Share on other sites

Posted

It's physical too, okay?

Yay someone that agrees with me! I dunno about you but if i havnt smoked anything for a couple of days, i wont eat and my stomach shrinks, and if that isnt physical, then i dont know what is

Share this post


Link to post
Share on other sites

Posted

It's physical too, okay?

Yay someone that agrees with me! I dunno about you but if i havnt smoked anything for a couple of days, i wont eat and my stomach shrinks, and if that isnt physical, then i dont know what is

It's a natural rebound effect, same as the effect on the large intestine. You've been pigging out on weed and now you're not hungry. OMG NO WAY. It's not like you're forced to smoke weed to feel better from that. The other thing is that poop goes faster. Oh well. Stop smoking weed and this stuff won't happen anymore.

Share this post


Link to post
Share on other sites

Posted (edited)

Upon further reading:

DSM-IV 304.30

The Wiki of Pedias

World Health Organization ICD-10

NIH

Plus bunches of sites saying that it isn't addicting.

My conclusion:

It is not that common for one to become addicted to weed, but the Internet argues the specifics of said addiction.  It looks like this may be a fairly recent topic of study by those with the means.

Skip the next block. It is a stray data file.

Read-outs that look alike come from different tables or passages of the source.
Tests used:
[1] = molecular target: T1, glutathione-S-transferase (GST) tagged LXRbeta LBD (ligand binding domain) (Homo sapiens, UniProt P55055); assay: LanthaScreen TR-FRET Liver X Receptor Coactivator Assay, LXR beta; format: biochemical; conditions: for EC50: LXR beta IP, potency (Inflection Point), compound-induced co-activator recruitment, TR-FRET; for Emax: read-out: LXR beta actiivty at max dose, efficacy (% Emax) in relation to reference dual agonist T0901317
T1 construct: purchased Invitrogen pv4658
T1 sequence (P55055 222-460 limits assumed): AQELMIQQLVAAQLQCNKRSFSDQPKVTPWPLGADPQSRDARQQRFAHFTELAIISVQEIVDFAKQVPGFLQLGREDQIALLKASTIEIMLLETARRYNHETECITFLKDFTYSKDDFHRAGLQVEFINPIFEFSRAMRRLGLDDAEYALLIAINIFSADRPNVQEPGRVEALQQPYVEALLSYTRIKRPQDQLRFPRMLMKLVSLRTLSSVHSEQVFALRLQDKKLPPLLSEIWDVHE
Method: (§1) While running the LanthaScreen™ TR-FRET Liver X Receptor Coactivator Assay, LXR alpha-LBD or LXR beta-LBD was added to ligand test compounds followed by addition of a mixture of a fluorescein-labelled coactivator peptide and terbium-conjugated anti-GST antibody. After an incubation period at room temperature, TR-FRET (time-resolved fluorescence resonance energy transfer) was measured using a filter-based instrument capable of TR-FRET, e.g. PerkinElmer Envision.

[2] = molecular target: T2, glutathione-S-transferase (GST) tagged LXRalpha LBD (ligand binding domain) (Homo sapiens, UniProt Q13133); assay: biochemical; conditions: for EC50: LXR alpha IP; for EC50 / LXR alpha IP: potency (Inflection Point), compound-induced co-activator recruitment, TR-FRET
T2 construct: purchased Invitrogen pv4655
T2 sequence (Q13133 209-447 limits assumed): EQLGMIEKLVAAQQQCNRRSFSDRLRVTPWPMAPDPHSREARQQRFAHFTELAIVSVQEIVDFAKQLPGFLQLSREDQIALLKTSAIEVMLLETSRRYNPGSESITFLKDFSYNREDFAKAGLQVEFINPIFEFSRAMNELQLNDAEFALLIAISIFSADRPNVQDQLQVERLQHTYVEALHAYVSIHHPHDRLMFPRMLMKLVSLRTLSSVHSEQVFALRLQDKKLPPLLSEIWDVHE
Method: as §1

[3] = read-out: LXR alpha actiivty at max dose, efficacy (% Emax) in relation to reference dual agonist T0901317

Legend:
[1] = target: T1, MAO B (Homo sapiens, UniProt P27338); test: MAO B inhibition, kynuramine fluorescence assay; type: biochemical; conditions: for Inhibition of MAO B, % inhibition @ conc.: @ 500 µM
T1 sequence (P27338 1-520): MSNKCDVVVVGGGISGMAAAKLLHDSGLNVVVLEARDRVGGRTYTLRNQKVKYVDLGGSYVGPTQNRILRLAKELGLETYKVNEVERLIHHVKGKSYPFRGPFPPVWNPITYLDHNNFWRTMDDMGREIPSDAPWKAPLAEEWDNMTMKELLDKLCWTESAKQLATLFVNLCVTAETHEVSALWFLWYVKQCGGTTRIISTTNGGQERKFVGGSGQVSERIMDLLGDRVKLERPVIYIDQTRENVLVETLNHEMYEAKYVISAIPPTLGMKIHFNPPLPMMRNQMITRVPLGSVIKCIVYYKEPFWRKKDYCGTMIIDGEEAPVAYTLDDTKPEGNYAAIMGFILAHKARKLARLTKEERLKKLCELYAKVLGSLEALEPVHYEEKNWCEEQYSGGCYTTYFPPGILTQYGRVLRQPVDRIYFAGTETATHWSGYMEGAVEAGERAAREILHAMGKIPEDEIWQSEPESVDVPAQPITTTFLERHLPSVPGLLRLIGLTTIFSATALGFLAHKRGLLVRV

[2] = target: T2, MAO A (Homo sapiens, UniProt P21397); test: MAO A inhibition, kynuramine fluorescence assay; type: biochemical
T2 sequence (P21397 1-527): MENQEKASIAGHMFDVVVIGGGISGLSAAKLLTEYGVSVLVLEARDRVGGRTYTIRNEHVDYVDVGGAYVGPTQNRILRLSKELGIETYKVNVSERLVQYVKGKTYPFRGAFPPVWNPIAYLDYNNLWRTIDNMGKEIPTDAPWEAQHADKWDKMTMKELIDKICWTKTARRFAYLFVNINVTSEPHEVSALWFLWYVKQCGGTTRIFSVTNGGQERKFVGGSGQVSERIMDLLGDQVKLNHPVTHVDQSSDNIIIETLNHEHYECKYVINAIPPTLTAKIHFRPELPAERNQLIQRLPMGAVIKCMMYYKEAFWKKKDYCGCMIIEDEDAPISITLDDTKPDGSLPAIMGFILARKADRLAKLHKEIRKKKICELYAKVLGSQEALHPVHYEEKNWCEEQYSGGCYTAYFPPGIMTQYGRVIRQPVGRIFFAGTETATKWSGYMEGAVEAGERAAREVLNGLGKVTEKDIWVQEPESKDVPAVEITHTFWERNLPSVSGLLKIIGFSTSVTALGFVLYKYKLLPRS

Take that for specificity!

Edited by Moil

Share this post


Link to post
Share on other sites

Posted

It's physical too, okay?

Yay someone that agrees with me! I dunno about you but if i havnt smoked anything for a couple of days, i wont eat and my stomach shrinks, and if that isnt physical, then i dont know what is

I don't want to argue against the DSM, because I'd probably lose. I will say, however, that I have first hand experience with physical addictions to weed. When I quit, I can't sleep, I get manic, I get sweats, I have rage attacks. If nothing else, sweat is physical. Sweat is not in my head. I'm not saying it's as physically addicting as heroin, but I am saying it IS physically addicting. For me, I had to use Seroquel to get myself to sleep when I initially quit, and it also calmed some of the rage and mania.